Having just graduated from Queen’s University Belfast I needed a break from the books. I have been coming to Kaprun with my family for the last 8 years and after my first couple of family holidays I knew that I wanted to be a ski Instructor. I met ‘Evil’ Paul (don’t worry, you’ll meet him) through some friends of mine that live here and actually own one of the accommodation choices for the course (Dorfchalets). The Anwärter course was exactly what I wanted; A guaranteed job for the rest of the season as well as German theory lectures and a sport science workshop.
I signed up to do the course while in Kaprun on holiday over Christmas last year. Before I knew it I had completed my finals and graduated. The time flew by and after working over the summer I was about to leave for what was, looking back, one of the best experiences that I could have wished for.
I flew to London to spend a few days with family before heading to Stansted on the 1stNovember for an excruciatingly early flight. Having met Holly and Kate, 2 other people on the course, at check-in we started to look for other people that may be on the course. Telltale signs were ski jacket, boots, and travelling alone. Quickly we met around 10 others while waiting for our flight and another few during the flight. If anyone has any worries about meeting new people, don’t. You would have to put more effort into not meeting people than you do when you do meet new people. Everyone was in the same boat and by the time we had landed in Salzburg there were around 20 of us who were all getting to know each other.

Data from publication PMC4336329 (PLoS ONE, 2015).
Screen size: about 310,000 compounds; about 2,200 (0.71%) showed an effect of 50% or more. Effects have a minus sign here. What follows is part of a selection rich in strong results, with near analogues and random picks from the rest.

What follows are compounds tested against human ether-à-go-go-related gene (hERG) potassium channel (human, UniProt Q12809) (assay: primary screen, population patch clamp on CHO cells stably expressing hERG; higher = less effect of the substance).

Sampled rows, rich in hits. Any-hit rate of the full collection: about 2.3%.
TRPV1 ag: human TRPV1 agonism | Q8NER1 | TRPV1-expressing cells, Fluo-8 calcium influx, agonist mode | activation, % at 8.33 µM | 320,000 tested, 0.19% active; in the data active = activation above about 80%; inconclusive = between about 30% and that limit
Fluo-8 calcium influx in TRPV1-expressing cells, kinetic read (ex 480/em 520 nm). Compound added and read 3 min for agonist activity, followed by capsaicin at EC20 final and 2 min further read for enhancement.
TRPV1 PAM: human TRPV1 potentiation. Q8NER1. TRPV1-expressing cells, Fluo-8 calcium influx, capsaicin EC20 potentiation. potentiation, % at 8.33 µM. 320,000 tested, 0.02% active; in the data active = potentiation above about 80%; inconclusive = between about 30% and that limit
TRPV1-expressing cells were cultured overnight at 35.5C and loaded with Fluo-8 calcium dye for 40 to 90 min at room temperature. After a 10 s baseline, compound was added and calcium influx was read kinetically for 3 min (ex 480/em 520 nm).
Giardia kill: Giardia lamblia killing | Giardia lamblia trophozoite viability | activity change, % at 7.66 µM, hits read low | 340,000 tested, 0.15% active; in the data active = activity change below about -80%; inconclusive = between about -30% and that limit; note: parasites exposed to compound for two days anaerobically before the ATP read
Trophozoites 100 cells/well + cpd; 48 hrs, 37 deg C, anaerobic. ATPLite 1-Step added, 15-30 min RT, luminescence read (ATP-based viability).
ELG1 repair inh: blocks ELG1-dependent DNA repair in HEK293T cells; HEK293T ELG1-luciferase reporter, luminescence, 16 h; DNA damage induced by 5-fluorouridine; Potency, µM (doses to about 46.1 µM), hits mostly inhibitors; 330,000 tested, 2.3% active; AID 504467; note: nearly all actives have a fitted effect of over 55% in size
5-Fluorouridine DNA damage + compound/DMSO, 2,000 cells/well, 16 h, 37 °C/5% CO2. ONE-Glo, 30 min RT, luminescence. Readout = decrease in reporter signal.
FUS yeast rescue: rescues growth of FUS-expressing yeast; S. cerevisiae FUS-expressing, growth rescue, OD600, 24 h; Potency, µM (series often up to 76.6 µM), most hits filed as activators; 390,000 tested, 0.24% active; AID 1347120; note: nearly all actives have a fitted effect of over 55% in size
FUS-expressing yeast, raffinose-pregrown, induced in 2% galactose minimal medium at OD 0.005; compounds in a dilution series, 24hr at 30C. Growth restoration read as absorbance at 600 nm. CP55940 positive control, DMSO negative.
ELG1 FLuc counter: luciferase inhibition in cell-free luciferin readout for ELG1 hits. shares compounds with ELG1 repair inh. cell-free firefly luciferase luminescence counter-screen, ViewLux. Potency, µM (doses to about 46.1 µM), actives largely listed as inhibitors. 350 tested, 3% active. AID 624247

The first couple of days of the course were German focused. We had 2 6 hour days (roughly) of German theory lectures. Considering that the 10 day exam at the end of all of this would be in German and that we would be working in a German-speaking country, these lectures were vital. Before the course you are sent a vast amount of German audio files to start learning before you arrive. Honestly, spend half an hour each evening looking over this stuff because if you arrive for the start of the course with this basic knowledge it makes the whole thing a lot easier. By the end of these 2 days we had studied most of the development of skiing teaching plans. It was amazing how after 2 days we had actually studied quite a lot. The great thing about these introductory days was that it encouraged those who were a little shy to really come out of their shells. After all, you’re going to be a ski instructor. Rather than just sitting and listening to lectures the day involved splitting into groups (each having a teacher) to practice. You would spend half an hour or so learning and then spending an hour role-playing before moving onto the next. These role-plays were great! In groups of 10(ish) you would have the chance to be the ski instructor while the others were your pupils. Another great thing to help with the learning was when some of the guys would do one of the exercises wrong. This happens a lot, A LOT, during the season and so it forces you to think on your feet and have to correct people when they do it wrong. Aside from obviously learning German during these introductory 2 days, it encouraged those who more more shy than others to really come out of their shell. Who cares if you look stupid? You’re going to be a ski instructor – the best job in the world!